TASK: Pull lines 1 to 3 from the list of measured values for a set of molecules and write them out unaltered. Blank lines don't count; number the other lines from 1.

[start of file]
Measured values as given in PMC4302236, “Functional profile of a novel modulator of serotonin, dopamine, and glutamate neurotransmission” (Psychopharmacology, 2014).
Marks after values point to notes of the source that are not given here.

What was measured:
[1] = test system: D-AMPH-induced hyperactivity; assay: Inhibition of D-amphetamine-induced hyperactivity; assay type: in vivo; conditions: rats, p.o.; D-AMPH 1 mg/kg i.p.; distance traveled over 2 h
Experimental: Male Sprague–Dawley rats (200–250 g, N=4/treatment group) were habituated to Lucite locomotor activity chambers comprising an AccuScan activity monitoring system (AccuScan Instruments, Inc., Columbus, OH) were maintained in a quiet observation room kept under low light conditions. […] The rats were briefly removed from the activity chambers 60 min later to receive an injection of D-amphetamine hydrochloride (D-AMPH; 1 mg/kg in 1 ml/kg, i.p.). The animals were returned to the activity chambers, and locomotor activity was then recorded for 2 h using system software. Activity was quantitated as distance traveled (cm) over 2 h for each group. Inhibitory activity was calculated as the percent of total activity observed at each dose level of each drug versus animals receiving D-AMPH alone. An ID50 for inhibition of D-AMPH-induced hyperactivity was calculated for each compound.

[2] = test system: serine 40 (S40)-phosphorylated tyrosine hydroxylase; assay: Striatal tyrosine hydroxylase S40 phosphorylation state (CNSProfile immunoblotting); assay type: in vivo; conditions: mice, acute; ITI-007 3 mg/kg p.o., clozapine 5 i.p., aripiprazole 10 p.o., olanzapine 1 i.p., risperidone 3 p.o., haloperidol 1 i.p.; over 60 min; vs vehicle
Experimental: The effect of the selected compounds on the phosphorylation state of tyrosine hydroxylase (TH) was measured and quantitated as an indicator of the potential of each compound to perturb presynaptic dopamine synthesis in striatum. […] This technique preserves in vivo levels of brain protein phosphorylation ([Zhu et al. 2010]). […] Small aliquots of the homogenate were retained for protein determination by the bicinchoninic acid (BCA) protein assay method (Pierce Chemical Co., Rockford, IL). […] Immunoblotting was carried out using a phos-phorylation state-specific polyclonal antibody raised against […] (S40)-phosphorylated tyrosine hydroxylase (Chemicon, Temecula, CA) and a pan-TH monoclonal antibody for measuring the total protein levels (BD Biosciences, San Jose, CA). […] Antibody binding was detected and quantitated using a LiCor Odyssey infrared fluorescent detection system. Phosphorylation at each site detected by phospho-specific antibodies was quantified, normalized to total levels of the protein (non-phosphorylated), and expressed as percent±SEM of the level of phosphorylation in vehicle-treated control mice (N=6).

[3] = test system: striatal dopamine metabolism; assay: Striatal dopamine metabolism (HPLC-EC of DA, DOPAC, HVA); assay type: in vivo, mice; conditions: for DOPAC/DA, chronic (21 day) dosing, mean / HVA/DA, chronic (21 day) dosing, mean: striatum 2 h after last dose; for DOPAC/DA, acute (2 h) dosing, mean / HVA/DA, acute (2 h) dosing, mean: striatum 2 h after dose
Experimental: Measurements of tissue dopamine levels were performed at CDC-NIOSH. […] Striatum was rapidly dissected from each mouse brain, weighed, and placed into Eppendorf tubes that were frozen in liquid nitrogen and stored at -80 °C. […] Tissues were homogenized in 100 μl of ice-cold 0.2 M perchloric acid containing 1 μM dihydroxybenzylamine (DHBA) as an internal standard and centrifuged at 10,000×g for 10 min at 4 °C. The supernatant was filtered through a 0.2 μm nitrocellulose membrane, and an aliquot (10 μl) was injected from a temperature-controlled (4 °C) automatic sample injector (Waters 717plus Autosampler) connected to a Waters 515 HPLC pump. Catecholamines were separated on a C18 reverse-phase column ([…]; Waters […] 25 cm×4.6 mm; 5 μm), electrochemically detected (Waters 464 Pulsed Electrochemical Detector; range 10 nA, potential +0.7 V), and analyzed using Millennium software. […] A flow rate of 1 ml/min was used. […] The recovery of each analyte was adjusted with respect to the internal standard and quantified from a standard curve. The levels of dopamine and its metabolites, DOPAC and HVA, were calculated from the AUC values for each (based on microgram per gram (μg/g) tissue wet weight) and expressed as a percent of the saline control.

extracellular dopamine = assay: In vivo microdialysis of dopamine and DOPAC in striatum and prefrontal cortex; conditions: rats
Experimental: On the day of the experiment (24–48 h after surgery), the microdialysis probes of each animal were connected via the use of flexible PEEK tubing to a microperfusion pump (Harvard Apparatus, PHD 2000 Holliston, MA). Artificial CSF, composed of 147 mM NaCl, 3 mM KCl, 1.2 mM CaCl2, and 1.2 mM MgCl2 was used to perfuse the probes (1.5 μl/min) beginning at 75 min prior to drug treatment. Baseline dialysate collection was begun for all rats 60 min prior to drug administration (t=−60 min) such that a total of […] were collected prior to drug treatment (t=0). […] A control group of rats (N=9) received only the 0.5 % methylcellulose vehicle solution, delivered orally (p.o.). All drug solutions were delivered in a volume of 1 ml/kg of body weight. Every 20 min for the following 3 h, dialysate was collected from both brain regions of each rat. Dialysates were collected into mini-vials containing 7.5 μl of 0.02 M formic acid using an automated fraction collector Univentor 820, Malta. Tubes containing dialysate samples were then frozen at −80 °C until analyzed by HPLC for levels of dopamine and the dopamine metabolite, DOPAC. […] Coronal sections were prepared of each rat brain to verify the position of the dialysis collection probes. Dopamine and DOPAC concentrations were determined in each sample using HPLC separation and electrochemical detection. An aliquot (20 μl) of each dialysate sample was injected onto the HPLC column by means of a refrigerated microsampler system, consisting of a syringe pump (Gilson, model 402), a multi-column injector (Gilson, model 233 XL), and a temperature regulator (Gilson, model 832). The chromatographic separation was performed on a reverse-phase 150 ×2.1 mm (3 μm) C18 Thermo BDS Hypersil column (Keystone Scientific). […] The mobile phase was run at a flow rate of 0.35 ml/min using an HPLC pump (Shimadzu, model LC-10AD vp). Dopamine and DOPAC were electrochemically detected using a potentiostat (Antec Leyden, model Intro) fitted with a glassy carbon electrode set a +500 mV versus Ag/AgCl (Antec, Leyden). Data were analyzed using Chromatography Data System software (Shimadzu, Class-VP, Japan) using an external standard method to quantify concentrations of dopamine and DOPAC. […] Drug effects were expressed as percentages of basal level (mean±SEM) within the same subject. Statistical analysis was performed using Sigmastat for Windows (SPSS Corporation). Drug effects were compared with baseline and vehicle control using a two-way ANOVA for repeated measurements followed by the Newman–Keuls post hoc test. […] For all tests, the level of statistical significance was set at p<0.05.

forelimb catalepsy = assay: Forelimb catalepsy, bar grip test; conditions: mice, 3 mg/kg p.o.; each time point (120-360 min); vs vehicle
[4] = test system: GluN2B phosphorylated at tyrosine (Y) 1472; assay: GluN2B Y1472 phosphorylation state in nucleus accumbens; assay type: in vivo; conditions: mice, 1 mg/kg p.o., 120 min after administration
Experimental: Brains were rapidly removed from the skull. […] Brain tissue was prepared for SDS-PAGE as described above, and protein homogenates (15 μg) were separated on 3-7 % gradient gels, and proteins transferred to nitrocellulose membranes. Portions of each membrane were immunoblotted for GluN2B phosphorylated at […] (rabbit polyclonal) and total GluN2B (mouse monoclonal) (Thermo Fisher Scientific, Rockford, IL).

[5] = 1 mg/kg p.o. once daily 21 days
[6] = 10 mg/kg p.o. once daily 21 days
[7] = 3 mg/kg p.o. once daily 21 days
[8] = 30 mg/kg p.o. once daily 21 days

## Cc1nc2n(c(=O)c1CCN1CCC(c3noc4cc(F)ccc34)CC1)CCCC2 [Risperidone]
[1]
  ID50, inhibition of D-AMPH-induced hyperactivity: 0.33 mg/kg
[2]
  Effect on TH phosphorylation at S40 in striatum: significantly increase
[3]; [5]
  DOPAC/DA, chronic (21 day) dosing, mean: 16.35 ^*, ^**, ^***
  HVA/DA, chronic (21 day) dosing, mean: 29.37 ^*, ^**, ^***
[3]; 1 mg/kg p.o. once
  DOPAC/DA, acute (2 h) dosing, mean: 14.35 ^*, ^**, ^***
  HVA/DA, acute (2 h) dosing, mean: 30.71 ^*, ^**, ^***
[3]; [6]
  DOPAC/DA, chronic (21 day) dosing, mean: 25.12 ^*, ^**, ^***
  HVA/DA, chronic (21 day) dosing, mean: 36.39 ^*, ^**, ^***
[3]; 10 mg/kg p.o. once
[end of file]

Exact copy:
Measured values as given in PMC4302236, “Functional profile of a novel modulator of serotonin, dopamine, and glutamate neurotransmission” (Psychopharmacology, 2014).
Marks after values point to notes of the source that are not given here.

What was measured: